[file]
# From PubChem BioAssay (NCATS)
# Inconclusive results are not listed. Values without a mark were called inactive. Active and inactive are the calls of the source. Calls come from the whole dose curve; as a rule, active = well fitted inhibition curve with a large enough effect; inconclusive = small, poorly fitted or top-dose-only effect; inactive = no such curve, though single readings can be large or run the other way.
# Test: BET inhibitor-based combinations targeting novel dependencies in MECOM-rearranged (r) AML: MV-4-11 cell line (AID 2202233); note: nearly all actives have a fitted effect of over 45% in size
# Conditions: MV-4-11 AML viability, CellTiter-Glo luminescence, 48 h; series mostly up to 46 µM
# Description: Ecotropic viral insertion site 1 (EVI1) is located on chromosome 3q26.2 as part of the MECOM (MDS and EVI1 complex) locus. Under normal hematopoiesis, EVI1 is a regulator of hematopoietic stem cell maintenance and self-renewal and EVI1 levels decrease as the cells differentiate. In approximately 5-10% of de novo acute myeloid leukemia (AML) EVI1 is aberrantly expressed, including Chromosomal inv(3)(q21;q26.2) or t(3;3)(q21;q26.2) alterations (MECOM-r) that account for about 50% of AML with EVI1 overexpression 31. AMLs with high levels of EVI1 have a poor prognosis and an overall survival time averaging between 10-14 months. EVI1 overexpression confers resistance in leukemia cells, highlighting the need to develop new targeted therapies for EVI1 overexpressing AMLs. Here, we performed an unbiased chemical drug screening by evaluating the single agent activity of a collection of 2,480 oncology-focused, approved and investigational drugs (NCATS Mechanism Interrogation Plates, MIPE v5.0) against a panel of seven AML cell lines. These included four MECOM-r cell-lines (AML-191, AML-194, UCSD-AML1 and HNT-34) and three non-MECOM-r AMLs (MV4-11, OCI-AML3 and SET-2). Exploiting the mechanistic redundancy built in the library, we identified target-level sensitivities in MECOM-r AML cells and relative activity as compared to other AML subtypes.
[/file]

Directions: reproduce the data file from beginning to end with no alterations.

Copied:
# From PubChem BioAssay (NCATS)
# Inconclusive results are not listed. Values without a mark were called inactive. Active and inactive are the calls of the source. Calls come from the whole dose curve; as a rule, active = well fitted inhibition curve with a large enough effect; inconclusive = small, poorly fitted or top-dose-only effect; inactive = no such curve, though single readings can be large or run the other way.
# Test: BET inhibitor-based combinations targeting novel dependencies in MECOM-rearranged (r) AML: MV-4-11 cell line (AID 2202233); note: nearly all actives have a fitted effect of over 45% in size
# Conditions: MV-4-11 AML viability, CellTiter-Glo luminescence, 48 h; series mostly up to 46 µM
# Description: Ecotropic viral insertion site 1 (EVI1) is located on chromosome 3q26.2 as part of the MECOM (MDS and EVI1 complex) locus. Under normal hematopoiesis, EVI1 is a regulator of hematopoietic stem cell maintenance and self-renewal and EVI1 levels decrease as the cells differentiate. In approximately 5-10% of de novo acute myeloid leukemia (AML) EVI1 is aberrantly expressed, including Chromosomal inv(3)(q21;q26.2) or t(3;3)(q21;q26.2) alterations (MECOM-r) that account for about 50% of AML with EVI1 overexpression 31. AMLs with high levels of EVI1 have a poor prognosis and an overall survival time averaging between 10-14 months. EVI1 overexpression confers resistance in leukemia cells, highlighting the need to develop new targeted therapies for EVI1 overexpressing AMLs. Here, we performed an unbiased chemical drug screening by evaluating the single agent activity of a collection of 2,480 oncology-focused, approved and investigational drugs (NCATS Mechanism Interrogation Plates, MIPE v5.0) against a panel of seven AML cell lines. These included four MECOM-r cell-lines (AML-191, AML-194, UCSD-AML1 and HNT-34) and three non-MECOM-r AMLs (MV4-11, OCI-AML3 and SET-2). Exploiting the mechanistic redundancy built in the library, we identified target-level sensitivities in MECOM-r AML cells and relative activity as compared to other AML subtypes.